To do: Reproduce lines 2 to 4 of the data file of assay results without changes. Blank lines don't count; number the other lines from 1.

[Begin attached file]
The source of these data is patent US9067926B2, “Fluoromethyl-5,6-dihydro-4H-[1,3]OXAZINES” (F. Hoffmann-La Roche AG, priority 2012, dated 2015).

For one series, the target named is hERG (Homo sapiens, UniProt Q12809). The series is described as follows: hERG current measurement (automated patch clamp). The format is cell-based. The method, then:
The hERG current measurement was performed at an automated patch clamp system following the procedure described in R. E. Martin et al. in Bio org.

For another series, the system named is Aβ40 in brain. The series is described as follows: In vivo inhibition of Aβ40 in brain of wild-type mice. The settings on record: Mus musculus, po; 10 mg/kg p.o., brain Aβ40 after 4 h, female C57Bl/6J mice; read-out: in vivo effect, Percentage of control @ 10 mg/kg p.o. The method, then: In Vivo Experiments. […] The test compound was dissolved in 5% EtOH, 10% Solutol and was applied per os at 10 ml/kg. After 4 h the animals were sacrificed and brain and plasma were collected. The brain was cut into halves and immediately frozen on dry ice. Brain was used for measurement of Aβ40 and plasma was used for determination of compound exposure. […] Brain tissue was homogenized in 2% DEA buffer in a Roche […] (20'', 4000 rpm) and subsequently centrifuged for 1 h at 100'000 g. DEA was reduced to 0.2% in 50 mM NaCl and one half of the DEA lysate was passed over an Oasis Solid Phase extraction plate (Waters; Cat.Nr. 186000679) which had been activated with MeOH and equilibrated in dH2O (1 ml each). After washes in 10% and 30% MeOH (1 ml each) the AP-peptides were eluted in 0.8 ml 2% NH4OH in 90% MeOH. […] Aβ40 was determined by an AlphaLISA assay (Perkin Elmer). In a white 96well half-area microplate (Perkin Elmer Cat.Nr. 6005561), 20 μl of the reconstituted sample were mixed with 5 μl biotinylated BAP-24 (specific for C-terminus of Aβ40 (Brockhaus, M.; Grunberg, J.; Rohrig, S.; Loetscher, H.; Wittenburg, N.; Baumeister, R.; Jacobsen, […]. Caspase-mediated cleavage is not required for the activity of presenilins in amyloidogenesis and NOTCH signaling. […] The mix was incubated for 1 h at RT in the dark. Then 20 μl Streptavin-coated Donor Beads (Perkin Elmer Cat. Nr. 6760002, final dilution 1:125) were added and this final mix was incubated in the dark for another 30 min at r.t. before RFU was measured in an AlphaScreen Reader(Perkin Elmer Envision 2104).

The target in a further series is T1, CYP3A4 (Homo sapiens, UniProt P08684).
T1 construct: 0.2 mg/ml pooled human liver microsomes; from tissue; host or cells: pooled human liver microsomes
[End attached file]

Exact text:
For one series, the target named is hERG (Homo sapiens, UniProt Q12809). The series is described as follows: hERG current measurement (automated patch clamp). The format is cell-based. The method, then:
The hERG current measurement was performed at an automated patch clamp system following the procedure described in R. E. Martin et al. in Bio org.

For another series, the system named is Aβ40 in brain. The series is described as follows: In vivo inhibition of Aβ40 in brain of wild-type mice. The settings on record: Mus musculus, po; 10 mg/kg p.o., brain Aβ40 after 4 h, female C57Bl/6J mice; read-out: in vivo effect, Percentage of control @ 10 mg/kg p.o. The method, then: In Vivo Experiments. […] The test compound was dissolved in 5% EtOH, 10% Solutol and was applied per os at 10 ml/kg. After 4 h the animals were sacrificed and brain and plasma were collected. The brain was cut into halves and immediately frozen on dry ice. Brain was used for measurement of Aβ40 and plasma was used for determination of compound exposure. […] Brain tissue was homogenized in 2% DEA buffer in a Roche […] (20'', 4000 rpm) and subsequently centrifuged for 1 h at 100'000 g. DEA was reduced to 0.2% in 50 mM NaCl and one half of the DEA lysate was passed over an Oasis Solid Phase extraction plate (Waters; Cat.Nr. 186000679) which had been activated with MeOH and equilibrated in dH2O (1 ml each). After washes in 10% and 30% MeOH (1 ml each) the AP-peptides were eluted in 0.8 ml 2% NH4OH in 90% MeOH. […] Aβ40 was determined by an AlphaLISA assay (Perkin Elmer). In a white 96well half-area microplate (Perkin Elmer Cat.Nr. 6005561), 20 μl of the reconstituted sample were mixed with 5 μl biotinylated BAP-24 (specific for C-terminus of Aβ40 (Brockhaus, M.; Grunberg, J.; Rohrig, S.; Loetscher, H.; Wittenburg, N.; Baumeister, R.; Jacobsen, […]. Caspase-mediated cleavage is not required for the activity of presenilins in amyloidogenesis and NOTCH signaling. […] The mix was incubated for 1 h at RT in the dark. Then 20 μl Streptavin-coated Donor Beads (Perkin Elmer Cat. Nr. 6760002, final dilution 1:125) were added and this final mix was incubated in the dark for another 30 min at r.t. before RFU was measured in an AlphaScreen Reader(Perkin Elmer Envision 2104).